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It’s two steps back

The UPA 2 is implementing neo-liberal economic reforms and promoting crony capitalism. This goes against the UPA’s professed concern for the aam aadmi. Sitaram Yechury writes.

columns Updated: Nov 20, 2011 11:36 IST
Sitaram Yechury
Sitaram Yechury
Hindustan Times

The photo opportunity on the occasion of the second anniversary of the UPA 2 government showed the striking contrast with UPA 1. From the original UPA 1 constituents and outside support by Left parties, only the NCP and a beleaguered DMK are in the government.

The contrast, however, goes beyond the ‘photo-op’.

The UPA 1 government was formed in response to the needs of the country and people at that time; to protect the secular fabric of India and secular democratic content of our public institutions that were being eroded and undermined by the BJP-led NDA alliance, then in power for six continuous years.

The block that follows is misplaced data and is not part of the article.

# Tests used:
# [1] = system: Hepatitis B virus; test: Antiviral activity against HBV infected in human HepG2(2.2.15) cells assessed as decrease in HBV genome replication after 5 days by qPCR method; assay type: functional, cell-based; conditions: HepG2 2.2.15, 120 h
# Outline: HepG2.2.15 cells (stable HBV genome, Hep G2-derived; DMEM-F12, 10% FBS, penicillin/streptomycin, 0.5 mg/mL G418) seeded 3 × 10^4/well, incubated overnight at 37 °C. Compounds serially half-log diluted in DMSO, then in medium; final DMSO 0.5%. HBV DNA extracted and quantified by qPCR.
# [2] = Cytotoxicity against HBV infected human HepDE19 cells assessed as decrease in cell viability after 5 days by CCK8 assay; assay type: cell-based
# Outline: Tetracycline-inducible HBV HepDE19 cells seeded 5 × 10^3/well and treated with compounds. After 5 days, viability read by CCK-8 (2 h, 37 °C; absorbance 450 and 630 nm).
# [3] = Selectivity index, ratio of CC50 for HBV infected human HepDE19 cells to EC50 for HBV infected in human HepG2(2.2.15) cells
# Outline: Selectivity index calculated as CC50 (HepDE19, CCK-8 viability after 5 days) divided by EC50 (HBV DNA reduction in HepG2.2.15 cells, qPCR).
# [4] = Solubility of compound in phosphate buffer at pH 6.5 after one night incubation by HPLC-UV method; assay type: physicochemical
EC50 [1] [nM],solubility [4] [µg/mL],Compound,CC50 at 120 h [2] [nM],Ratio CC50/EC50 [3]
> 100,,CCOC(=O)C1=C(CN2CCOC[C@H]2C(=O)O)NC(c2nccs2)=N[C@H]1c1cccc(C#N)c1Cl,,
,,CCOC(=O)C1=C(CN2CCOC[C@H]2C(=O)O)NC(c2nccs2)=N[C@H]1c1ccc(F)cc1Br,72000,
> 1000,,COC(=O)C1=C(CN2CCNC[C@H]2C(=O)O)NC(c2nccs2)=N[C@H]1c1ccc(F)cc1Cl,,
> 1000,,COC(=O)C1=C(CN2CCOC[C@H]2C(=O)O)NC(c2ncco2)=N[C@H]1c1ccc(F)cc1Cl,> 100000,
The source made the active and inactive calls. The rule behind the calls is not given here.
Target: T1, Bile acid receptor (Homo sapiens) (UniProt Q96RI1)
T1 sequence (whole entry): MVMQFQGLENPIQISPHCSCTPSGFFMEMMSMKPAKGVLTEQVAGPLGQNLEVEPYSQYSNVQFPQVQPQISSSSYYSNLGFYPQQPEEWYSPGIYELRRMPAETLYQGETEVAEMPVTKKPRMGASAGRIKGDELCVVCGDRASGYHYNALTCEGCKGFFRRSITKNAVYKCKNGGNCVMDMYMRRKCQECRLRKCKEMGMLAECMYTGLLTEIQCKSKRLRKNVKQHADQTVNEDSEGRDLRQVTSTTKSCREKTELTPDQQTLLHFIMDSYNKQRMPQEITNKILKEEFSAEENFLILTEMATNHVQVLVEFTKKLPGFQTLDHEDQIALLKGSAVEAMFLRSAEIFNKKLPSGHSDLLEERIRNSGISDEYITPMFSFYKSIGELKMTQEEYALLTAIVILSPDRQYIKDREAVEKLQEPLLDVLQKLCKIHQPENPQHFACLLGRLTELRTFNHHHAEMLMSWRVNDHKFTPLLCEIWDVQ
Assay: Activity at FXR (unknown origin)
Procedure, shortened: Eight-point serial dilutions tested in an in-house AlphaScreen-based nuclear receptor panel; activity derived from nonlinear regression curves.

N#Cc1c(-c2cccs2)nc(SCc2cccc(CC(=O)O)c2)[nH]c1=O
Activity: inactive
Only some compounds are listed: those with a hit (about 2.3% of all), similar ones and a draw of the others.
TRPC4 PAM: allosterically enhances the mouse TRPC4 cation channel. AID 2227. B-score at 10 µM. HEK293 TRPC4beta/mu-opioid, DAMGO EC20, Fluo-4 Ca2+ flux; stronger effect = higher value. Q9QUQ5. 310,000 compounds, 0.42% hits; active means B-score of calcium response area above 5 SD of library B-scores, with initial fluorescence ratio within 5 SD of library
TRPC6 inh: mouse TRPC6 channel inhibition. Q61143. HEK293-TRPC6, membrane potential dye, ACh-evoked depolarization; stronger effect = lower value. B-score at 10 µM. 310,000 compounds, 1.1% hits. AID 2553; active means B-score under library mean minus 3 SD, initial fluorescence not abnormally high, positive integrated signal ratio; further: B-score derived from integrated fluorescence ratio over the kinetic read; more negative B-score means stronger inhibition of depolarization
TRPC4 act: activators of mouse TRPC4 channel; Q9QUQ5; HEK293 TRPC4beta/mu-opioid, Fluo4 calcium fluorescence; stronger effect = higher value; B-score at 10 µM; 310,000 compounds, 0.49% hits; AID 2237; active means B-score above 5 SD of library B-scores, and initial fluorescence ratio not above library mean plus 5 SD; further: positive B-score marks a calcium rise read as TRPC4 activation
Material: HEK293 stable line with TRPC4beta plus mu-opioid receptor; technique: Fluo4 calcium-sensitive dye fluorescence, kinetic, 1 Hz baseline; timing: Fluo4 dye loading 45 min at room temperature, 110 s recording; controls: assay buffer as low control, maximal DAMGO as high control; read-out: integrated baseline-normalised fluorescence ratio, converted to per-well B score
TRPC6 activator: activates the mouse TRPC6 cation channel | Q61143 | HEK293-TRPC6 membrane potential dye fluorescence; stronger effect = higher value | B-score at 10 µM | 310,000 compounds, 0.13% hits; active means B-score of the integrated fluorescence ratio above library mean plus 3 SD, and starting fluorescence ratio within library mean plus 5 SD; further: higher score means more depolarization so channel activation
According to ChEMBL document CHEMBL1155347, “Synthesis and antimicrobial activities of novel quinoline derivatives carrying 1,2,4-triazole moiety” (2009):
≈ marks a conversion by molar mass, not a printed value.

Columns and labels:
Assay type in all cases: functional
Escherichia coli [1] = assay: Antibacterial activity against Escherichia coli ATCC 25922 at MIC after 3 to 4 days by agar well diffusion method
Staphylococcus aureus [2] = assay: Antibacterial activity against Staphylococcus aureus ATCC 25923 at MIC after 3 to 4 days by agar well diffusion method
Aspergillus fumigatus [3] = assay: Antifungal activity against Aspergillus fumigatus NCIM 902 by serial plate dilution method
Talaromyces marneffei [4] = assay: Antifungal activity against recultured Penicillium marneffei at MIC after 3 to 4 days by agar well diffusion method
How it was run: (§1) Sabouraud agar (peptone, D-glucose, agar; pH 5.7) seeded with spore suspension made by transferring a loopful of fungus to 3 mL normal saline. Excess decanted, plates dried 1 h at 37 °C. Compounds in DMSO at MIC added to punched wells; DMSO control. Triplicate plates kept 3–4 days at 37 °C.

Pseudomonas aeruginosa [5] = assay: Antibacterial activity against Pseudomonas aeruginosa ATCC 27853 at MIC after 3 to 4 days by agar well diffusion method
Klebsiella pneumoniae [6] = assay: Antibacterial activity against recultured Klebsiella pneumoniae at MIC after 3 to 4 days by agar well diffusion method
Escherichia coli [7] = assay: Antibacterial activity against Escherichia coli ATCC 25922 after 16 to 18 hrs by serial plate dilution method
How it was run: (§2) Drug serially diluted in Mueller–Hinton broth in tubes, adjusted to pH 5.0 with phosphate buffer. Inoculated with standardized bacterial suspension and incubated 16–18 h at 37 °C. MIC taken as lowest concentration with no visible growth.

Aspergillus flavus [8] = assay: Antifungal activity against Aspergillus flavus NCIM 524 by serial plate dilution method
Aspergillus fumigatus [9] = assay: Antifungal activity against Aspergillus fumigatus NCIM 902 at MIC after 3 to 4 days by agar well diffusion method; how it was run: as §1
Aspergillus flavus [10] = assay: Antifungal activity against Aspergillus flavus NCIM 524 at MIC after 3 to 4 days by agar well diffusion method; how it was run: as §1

The UPA 1 adopted a pledge which stated: The United Progressive Alliance pledges to provide a corruption free, transparent and accountable government and a responsible and responsive administration.” It adopted a Common Minimum Programme (CMP) that formed the basis for the outside support by the Left parties.

The UPA 2 now appears all set to systematically demolish the spirit and the declared content of UPA 1. It is abandoning even the pretext of the concern for the aam aadmi in order to facilitate the unbridled implementation of neo-liberal economic reforms, promoting crony capitalism and mega corruption.

The prime minister, expectedly, highlighted the economic achievements of the last two years — annual growth rate of 8.5% — terming it as a “historic performance”.

“We have pursued a strategy of seeking ‘inclusive growth’ at home and ‘inclusive globalisation’ internationally that benefits the have-nots and reduces disparities of income and wealth.”